Pac-10

David Paulson, TE, Oregon

Paulson has shown a lot of big-play ability through two weeks, taking his six catches for 103 yards and two touchdowns. He could be one of the nation's top tight ends this year.

Kevin Riley, QB, California

The competition hasnít been stiff, but when you throw for 455 yards and seven touchdowns with no picks, as Riley has through two games, you still deserve to be mentioned with intrigue.

SEC

Marcus Lattimore, RB, South Carolina

Usually a running back in a Steve Spurrier offense wouldnít have much value, but he must like the freshman Lattimore since he gave him 37 carries against Georgia. He turned those carries into 182 yards and two touchdowns, and Lattimore is oozing with potential.

Stevan Ridley, RB, LSU

Ridley was unimpressive in 2009, but he's been very productive through two weeks this year. He has 36 carries for 240 yards and a touchdown after games against North Carolina and Vanderbilt. His long-term job security is shaky, but he has short-term value.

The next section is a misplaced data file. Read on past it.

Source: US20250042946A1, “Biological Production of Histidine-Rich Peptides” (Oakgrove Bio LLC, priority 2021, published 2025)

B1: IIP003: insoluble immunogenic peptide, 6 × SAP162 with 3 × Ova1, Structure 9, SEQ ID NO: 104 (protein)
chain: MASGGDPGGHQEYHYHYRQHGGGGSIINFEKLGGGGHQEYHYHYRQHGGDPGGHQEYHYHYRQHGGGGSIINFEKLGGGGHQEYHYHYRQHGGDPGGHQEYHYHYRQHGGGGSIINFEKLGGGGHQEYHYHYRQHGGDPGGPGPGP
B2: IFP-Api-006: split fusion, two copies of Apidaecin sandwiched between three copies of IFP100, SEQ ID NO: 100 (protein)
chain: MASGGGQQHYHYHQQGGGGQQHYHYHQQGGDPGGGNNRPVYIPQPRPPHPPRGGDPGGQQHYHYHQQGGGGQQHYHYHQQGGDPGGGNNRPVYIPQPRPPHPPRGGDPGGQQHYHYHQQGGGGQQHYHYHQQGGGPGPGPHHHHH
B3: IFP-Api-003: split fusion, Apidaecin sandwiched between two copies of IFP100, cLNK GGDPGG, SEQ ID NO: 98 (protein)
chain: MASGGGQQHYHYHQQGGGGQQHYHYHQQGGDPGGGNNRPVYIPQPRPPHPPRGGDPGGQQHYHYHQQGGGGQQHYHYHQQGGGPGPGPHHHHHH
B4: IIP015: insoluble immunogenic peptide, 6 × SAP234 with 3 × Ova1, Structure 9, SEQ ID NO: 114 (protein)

Sun Belt

Phillip Tanner, RB, Middle Tennessee

Tanner had a 16-touchdown season in 2008 and could be headed in the same direction this year. He has 26 carries for 202 yards and four touchdowns to this point, making him worth a pickup in even shallow leagues.

Allen Muse, WR, Arkansas State

Muse hasnít scored a touchdown yet, but he has 213 yards on nine catches, including 80 yards against Auburn, a much tougher opponent than anything heíll see in conference play.

WAC

Kealoha Pilares, WR, Hawaii

Greg Salas was the preferred Hawaii wide receiver of many entering the season, but thus far Pilares has been the top guy for the Warriors. He has 280 yards and four touchdowns in two games, and Hawaii does love to toss the ball around.

Dontel Watkins, WR, Utah State

Watkins is only worth a look in deep leagues, but he leads Utah State with nine receptions and has 139 yards and a touchdown to this point. The Aggiesí offense figures to remain high-powered, so those yards through the air will need to come from someone.